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Kidney Outcomes 1

Monday September 23, 2024 - 10:40 to 12:10

Room: Beyazıt

220.6 Impact of ATG Induction Therapy on Graft and Patient Survival in Living Donor Kidney Transplantation: Insights from the Largest Single Center Experience of a Public Hospital

Ashish Sharma, India

Head Department of Renal Transplant Surgery
Department of Renal Transplant Surgery
Postgraduate Institute of Medical Education and Research


I am a Professor of Transplant Surgery at the prestigious Post-graduate Institute of Medical Education and Research, Chandigarh India and have been the Head of the Department of Renal Transplant Surgery for the last seven years. I have been trained in Renal Transplant Surgery at this institute and John Hunter Hospital, Newcastle, Australia after receiving primary medical education from Christian Medical College, Ludhiana.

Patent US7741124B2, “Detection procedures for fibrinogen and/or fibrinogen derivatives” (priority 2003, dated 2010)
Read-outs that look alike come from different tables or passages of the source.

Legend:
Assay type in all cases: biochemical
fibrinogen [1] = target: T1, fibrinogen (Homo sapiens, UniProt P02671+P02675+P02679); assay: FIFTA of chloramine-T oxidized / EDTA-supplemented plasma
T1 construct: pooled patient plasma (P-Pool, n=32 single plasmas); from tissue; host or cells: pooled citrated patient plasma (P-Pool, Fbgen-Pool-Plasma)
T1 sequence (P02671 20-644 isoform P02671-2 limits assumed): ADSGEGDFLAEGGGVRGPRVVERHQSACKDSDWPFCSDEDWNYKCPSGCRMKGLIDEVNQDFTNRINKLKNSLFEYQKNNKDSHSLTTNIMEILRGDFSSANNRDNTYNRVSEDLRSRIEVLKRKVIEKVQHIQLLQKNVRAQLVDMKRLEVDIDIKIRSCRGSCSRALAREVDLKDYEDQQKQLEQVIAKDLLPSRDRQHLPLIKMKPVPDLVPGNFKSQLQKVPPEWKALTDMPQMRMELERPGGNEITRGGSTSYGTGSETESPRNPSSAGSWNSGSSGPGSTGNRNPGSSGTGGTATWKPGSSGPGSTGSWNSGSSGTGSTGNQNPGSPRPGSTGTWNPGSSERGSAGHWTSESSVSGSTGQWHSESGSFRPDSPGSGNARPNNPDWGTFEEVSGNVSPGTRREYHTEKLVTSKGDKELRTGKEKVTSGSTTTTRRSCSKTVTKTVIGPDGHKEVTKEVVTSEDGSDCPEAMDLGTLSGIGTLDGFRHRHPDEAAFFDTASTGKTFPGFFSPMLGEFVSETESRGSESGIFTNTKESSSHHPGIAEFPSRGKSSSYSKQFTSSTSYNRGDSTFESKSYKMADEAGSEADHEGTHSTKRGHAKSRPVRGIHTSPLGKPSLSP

I have been working in the field of transplant surgery for the last 24 years and have been able to contribute to the progress of program not only at my institute but also in the neighbouring region and across the country. My team has helped to initiate transplant activity at many government facilities including medical colleges in various states like Haryana, Himachal Pradesh, Odisha, Jammu etc across India to provide access to kidney transplants to the underprivileged of the society.